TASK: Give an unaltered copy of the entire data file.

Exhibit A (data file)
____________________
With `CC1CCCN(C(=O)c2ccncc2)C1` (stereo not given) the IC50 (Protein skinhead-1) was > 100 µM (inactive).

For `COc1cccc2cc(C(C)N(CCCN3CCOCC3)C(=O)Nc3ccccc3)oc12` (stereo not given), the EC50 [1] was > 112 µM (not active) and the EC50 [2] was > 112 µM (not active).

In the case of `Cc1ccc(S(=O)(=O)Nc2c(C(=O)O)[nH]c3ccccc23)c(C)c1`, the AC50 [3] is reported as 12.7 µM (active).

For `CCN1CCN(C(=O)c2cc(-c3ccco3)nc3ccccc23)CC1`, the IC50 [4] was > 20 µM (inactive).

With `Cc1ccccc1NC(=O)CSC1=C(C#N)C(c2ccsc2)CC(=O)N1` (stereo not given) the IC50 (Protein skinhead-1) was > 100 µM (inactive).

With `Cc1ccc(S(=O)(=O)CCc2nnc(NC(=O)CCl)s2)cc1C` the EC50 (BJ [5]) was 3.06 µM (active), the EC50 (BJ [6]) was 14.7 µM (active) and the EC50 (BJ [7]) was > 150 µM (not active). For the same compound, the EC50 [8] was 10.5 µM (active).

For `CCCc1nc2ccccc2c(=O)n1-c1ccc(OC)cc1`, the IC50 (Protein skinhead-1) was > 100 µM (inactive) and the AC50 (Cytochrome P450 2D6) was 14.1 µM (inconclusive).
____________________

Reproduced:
With `CC1CCCN(C(=O)c2ccncc2)C1` (stereo not given) the IC50 (Protein skinhead-1) was > 100 µM (inactive).

For `COc1cccc2cc(C(C)N(CCCN3CCOCC3)C(=O)Nc3ccccc3)oc12` (stereo not given), the EC50 [1] was > 112 µM (not active) and the EC50 [2] was > 112 µM (not active).

In the case of `Cc1ccc(S(=O)(=O)Nc2c(C(=O)O)[nH]c3ccccc23)c(C)c1`, the AC50 [3] is reported as 12.7 µM (active).

For `CCN1CCN(C(=O)c2cc(-c3ccco3)nc3ccccc23)CC1`, the IC50 [4] was > 20 µM (inactive).

With `Cc1ccccc1NC(=O)CSC1=C(C#N)C(c2ccsc2)CC(=O)N1` (stereo not given) the IC50 (Protein skinhead-1) was > 100 µM (inactive).

With `Cc1ccc(S(=O)(=O)CCc2nnc(NC(=O)CCl)s2)cc1C` the EC50 (BJ [5]) was 3.06 µM (active), the EC50 (BJ [6]) was 14.7 µM (active) and the EC50 (BJ [7]) was > 150 µM (not active). For the same compound, the EC50 [8] was 10.5 µM (active).

For `CCCc1nc2ccccc2c(=O)n1-c1ccc(OC)cc1`, the IC50 (Protein skinhead-1) was > 100 µM (inactive) and the AC50 (Cytochrome P450 2D6) was 14.1 µM (inconclusive).